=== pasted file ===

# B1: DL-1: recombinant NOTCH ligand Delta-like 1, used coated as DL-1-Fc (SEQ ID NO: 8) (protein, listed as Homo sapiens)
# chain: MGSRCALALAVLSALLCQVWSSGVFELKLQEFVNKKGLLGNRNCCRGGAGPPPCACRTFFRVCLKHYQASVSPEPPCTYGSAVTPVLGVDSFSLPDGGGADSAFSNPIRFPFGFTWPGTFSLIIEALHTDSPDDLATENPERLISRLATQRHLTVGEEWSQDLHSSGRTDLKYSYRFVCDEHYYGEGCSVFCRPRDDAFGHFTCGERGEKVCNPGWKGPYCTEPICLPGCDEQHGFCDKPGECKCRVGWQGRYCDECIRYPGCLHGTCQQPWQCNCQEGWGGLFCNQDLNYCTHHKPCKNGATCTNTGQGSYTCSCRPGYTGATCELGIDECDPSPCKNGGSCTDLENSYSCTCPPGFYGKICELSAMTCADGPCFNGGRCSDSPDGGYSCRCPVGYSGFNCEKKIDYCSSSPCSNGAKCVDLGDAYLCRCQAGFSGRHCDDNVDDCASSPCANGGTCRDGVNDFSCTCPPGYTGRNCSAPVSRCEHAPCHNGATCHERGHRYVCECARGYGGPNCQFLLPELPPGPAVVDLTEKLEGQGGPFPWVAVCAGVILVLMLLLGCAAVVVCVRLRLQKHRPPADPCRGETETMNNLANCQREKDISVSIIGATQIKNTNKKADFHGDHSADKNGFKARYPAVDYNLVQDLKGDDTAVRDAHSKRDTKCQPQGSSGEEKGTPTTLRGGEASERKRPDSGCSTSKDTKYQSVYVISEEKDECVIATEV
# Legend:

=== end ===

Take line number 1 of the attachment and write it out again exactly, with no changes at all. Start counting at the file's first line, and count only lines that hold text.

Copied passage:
# B1: DL-1: recombinant NOTCH ligand Delta-like 1, used coated as DL-1-Fc (SEQ ID NO: 8) (protein, listed as Homo sapiens)